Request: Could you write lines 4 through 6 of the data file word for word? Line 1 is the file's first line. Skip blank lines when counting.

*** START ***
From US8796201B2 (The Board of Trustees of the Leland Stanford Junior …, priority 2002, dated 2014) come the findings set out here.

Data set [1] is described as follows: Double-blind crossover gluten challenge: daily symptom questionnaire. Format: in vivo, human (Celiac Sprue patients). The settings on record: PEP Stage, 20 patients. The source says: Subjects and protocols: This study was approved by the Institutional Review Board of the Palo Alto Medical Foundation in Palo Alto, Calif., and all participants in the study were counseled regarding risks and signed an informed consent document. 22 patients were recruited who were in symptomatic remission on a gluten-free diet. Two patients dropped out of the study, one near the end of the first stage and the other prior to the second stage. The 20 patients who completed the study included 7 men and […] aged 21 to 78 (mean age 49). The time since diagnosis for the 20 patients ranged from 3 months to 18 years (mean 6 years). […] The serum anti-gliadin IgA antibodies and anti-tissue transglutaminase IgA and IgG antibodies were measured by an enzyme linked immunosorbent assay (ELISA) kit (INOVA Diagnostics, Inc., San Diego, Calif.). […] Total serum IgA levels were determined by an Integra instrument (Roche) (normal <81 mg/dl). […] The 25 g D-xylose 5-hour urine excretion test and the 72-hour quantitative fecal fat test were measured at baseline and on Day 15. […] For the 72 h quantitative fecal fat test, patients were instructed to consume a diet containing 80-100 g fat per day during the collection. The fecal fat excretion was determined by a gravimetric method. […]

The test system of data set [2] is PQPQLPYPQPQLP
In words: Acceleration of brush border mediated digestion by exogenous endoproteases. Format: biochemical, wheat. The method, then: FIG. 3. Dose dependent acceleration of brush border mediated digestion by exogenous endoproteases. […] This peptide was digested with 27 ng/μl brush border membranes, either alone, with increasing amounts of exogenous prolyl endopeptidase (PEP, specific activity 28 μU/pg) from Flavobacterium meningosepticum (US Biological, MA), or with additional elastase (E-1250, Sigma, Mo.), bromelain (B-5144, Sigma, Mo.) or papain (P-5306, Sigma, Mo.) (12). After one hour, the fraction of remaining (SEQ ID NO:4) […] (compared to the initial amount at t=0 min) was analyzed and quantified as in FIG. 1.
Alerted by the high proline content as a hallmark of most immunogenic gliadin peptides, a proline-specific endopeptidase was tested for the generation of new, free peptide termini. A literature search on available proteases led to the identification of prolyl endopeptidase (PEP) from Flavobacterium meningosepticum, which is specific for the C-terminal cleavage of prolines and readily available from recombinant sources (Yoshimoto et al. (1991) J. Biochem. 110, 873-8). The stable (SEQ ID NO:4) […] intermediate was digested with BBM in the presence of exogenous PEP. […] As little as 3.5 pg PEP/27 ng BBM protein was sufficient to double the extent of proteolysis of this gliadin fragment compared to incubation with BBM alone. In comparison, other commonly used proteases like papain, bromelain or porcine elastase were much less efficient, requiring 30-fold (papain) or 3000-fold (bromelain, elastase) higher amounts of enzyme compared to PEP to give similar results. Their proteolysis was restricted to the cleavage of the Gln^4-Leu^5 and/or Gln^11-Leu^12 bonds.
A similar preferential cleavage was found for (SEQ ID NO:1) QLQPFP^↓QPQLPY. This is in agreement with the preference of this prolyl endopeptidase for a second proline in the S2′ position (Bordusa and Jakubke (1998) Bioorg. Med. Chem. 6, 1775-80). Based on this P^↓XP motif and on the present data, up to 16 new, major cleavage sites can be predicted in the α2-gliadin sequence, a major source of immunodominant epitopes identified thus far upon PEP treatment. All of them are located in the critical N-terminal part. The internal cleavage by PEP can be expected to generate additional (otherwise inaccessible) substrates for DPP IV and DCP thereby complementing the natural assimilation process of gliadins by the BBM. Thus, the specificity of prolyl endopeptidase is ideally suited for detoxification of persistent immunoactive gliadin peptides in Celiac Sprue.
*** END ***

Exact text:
In words: Acceleration of brush border mediated digestion by exogenous endoproteases. Format: biochemical, wheat. The method, then: FIG. 3. Dose dependent acceleration of brush border mediated digestion by exogenous endoproteases. […] This peptide was digested with 27 ng/μl brush border membranes, either alone, with increasing amounts of exogenous prolyl endopeptidase (PEP, specific activity 28 μU/pg) from Flavobacterium meningosepticum (US Biological, MA), or with additional elastase (E-1250, Sigma, Mo.), bromelain (B-5144, Sigma, Mo.) or papain (P-5306, Sigma, Mo.) (12). After one hour, the fraction of remaining (SEQ ID NO:4) […] (compared to the initial amount at t=0 min) was analyzed and quantified as in FIG. 1.
Alerted by the high proline content as a hallmark of most immunogenic gliadin peptides, a proline-specific endopeptidase was tested for the generation of new, free peptide termini. A literature search on available proteases led to the identification of prolyl endopeptidase (PEP) from Flavobacterium meningosepticum, which is specific for the C-terminal cleavage of prolines and readily available from recombinant sources (Yoshimoto et al. (1991) J. Biochem. 110, 873-8). The stable (SEQ ID NO:4) […] intermediate was digested with BBM in the presence of exogenous PEP. […] As little as 3.5 pg PEP/27 ng BBM protein was sufficient to double the extent of proteolysis of this gliadin fragment compared to incubation with BBM alone. In comparison, other commonly used proteases like papain, bromelain or porcine elastase were much less efficient, requiring 30-fold (papain) or 3000-fold (bromelain, elastase) higher amounts of enzyme compared to PEP to give similar results. Their proteolysis was restricted to the cleavage of the Gln^4-Leu^5 and/or Gln^11-Leu^12 bonds.
A similar preferential cleavage was found for (SEQ ID NO:1) QLQPFP^↓QPQLPY. This is in agreement with the preference of this prolyl endopeptidase for a second proline in the S2′ position (Bordusa and Jakubke (1998) Bioorg. Med. Chem. 6, 1775-80). Based on this P^↓XP motif and on the present data, up to 16 new, major cleavage sites can be predicted in the α2-gliadin sequence, a major source of immunodominant epitopes identified thus far upon PEP treatment. All of them are located in the critical N-terminal part. The internal cleavage by PEP can be expected to generate additional (otherwise inaccessible) substrates for DPP IV and DCP thereby complementing the natural assimilation process of gliadins by the BBM. Thus, the specificity of prolyl endopeptidase is ideally suited for detoxification of persistent immunoactive gliadin peptides in Celiac Sprue.